There is nothing that travels quite like clothing. Couple this with the resilience of textiles and you have a material that not only travels, but travels well. Its innate portability combined with the curiosity of the human spirit cumulates in the diverse art of patterning cloth that can be witnessed the world over.
It is also at the heart of the earliest of international affairs, very likely the result of interactions occurring along trade routes, most notably the Silk Road. From approximately 120 BC to the 1450s, this vast network connected regions spanning from Africa to Asia. Maritime as well as land travel were used to trade a wide range of goods that included the route’s namesake alongside the exchange of language, culture, aesthetics and skills. Among the myriad motifs of the textiles that traveled these journeys, one stood apart.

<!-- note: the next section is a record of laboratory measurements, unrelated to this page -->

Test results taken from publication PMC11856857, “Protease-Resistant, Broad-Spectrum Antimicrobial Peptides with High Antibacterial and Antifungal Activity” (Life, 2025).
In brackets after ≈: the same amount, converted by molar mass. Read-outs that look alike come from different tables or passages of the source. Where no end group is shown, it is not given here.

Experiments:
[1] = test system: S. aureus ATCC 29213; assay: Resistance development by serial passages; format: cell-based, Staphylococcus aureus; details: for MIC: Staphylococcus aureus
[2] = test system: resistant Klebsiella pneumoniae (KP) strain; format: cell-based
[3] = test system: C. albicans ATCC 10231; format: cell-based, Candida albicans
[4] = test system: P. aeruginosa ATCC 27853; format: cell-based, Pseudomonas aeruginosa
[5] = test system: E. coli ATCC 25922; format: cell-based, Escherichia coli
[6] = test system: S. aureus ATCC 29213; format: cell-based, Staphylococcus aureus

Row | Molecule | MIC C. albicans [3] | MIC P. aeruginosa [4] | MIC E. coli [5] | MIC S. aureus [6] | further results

Ikat, a term used to describe the technique of patterning cloth by “resist dyeing” selected threads, is a prime example. Resist dyeing refers to any number of ways dye is allowed to color selected areas of a thread or fabric. Tie-dye is perhaps the most familiar: the dye resist is created where the cloth is tied, treating a whole piece. Ikat is the result of a resist technique commonly applied to bundles of threads prior to being woven. It is an elevated art form that could take months to fabricate. The presence of ikat in diverse cultures suggests it was likely developed among these groups in geographic isolation and spread through trade...
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